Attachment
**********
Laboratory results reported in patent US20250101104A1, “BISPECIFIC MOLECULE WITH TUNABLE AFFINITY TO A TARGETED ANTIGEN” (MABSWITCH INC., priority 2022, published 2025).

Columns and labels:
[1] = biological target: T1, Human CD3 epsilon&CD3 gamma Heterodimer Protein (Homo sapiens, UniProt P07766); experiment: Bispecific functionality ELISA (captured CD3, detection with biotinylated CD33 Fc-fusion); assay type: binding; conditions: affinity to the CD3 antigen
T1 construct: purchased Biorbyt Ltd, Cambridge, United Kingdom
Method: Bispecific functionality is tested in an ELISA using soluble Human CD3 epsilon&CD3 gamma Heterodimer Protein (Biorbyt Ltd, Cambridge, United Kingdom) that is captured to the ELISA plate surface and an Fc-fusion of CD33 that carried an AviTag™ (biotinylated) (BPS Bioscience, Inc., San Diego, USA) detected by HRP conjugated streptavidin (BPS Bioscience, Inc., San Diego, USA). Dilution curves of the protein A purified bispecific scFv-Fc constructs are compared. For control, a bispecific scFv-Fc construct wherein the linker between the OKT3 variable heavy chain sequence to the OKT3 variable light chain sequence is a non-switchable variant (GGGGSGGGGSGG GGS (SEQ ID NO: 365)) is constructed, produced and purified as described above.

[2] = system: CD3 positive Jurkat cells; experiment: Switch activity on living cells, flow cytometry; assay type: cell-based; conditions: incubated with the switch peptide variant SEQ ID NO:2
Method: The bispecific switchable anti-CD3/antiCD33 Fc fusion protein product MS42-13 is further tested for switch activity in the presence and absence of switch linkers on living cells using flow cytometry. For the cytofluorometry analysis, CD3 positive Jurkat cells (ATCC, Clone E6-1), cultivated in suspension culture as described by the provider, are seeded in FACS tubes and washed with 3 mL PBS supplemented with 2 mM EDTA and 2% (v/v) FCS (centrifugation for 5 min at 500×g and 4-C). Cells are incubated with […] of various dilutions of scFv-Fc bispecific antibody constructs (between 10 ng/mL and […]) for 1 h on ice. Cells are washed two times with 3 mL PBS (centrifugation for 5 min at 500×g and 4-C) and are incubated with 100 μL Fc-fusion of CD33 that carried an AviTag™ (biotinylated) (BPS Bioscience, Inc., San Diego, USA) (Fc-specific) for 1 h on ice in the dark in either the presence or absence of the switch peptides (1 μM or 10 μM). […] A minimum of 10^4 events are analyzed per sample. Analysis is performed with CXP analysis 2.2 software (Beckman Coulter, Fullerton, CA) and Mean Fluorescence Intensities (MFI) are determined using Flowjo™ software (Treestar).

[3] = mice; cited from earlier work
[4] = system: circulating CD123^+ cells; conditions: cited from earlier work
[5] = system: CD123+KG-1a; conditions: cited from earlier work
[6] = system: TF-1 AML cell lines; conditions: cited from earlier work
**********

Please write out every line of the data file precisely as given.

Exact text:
Laboratory results reported in patent US20250101104A1, “BISPECIFIC MOLECULE WITH TUNABLE AFFINITY TO A TARGETED ANTIGEN” (MABSWITCH INC., priority 2022, published 2025).

Columns and labels:
[1] = biological target: T1, Human CD3 epsilon&CD3 gamma Heterodimer Protein (Homo sapiens, UniProt P07766); experiment: Bispecific functionality ELISA (captured CD3, detection with biotinylated CD33 Fc-fusion); assay type: binding; conditions: affinity to the CD3 antigen
T1 construct: purchased Biorbyt Ltd, Cambridge, United Kingdom
Method: Bispecific functionality is tested in an ELISA using soluble Human CD3 epsilon&CD3 gamma Heterodimer Protein (Biorbyt Ltd, Cambridge, United Kingdom) that is captured to the ELISA plate surface and an Fc-fusion of CD33 that carried an AviTag™ (biotinylated) (BPS Bioscience, Inc., San Diego, USA) detected by HRP conjugated streptavidin (BPS Bioscience, Inc., San Diego, USA). Dilution curves of the protein A purified bispecific scFv-Fc constructs are compared. For control, a bispecific scFv-Fc construct wherein the linker between the OKT3 variable heavy chain sequence to the OKT3 variable light chain sequence is a non-switchable variant (GGGGSGGGGSGG GGS (SEQ ID NO: 365)) is constructed, produced and purified as described above.

[2] = system: CD3 positive Jurkat cells; experiment: Switch activity on living cells, flow cytometry; assay type: cell-based; conditions: incubated with the switch peptide variant SEQ ID NO:2
Method: The bispecific switchable anti-CD3/antiCD33 Fc fusion protein product MS42-13 is further tested for switch activity in the presence and absence of switch linkers on living cells using flow cytometry. For the cytofluorometry analysis, CD3 positive Jurkat cells (ATCC, Clone E6-1), cultivated in suspension culture as described by the provider, are seeded in FACS tubes and washed with 3 mL PBS supplemented with 2 mM EDTA and 2% (v/v) FCS (centrifugation for 5 min at 500×g and 4-C). Cells are incubated with […] of various dilutions of scFv-Fc bispecific antibody constructs (between 10 ng/mL and […]) for 1 h on ice. Cells are washed two times with 3 mL PBS (centrifugation for 5 min at 500×g and 4-C) and are incubated with 100 μL Fc-fusion of CD33 that carried an AviTag™ (biotinylated) (BPS Bioscience, Inc., San Diego, USA) (Fc-specific) for 1 h on ice in the dark in either the presence or absence of the switch peptides (1 μM or 10 μM). […] A minimum of 10^4 events are analyzed per sample. Analysis is performed with CXP analysis 2.2 software (Beckman Coulter, Fullerton, CA) and Mean Fluorescence Intensities (MFI) are determined using Flowjo™ software (Treestar).

[3] = mice; cited from earlier work
[4] = system: circulating CD123^+ cells; conditions: cited from earlier work
[5] = system: CD123+KG-1a; conditions: cited from earlier work
[6] = system: TF-1 AML cell lines; conditions: cited from earlier work